Health Watch

Tips for a safe turkey-cooking experience

When cooking your turkey, you need to be aware of four safety issues: thawing, preparing, stuffing and cooking to adequate temperature.

*NEVER* leave a turkey out on the counter to thaw overnight.

Bacteria can grow rapidly in raw turkey when its temperature is between 40-to-140 degrees.

The CDC recommends it be thawed in the microwave, the refrigerator, or in a sink of cold water that is changed every 30 minutes.

While preparing the turkey, make sure to wash hands and surfaces often, and keep raw turkey separate from other items so illness-causing bacteria doesn't spread.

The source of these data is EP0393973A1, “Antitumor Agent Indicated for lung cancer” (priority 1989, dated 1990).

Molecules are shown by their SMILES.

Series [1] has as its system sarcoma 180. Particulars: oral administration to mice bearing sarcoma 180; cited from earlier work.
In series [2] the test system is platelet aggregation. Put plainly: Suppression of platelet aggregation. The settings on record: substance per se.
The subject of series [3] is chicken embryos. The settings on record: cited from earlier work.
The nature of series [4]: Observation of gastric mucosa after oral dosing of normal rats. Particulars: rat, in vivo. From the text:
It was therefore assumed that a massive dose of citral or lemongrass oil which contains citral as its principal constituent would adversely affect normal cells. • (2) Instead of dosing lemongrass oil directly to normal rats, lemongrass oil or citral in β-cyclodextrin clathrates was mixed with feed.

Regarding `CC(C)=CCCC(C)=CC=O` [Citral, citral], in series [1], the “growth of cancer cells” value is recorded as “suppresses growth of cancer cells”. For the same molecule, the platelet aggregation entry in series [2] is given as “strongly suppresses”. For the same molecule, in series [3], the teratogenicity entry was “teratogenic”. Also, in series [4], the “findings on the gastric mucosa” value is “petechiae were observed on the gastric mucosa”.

If you're stuffing your bird, do so *JUST* before cooking, and make sure you cook a stuffed turkey at a temperatures higher than 325 degrees.

While it's cooking, it's critical that you use a food thermometer. This will help you ensure the internal temperature reaches 165 degrees -- high enough to kill any bacteria. And when you're checking the temperature, make sure you're checking in the correct spot.

"You're probably going to check right in between the leg and the cavity of the body and then also in the thickest part of the breast,” said Mike Folino, a registered dietician.

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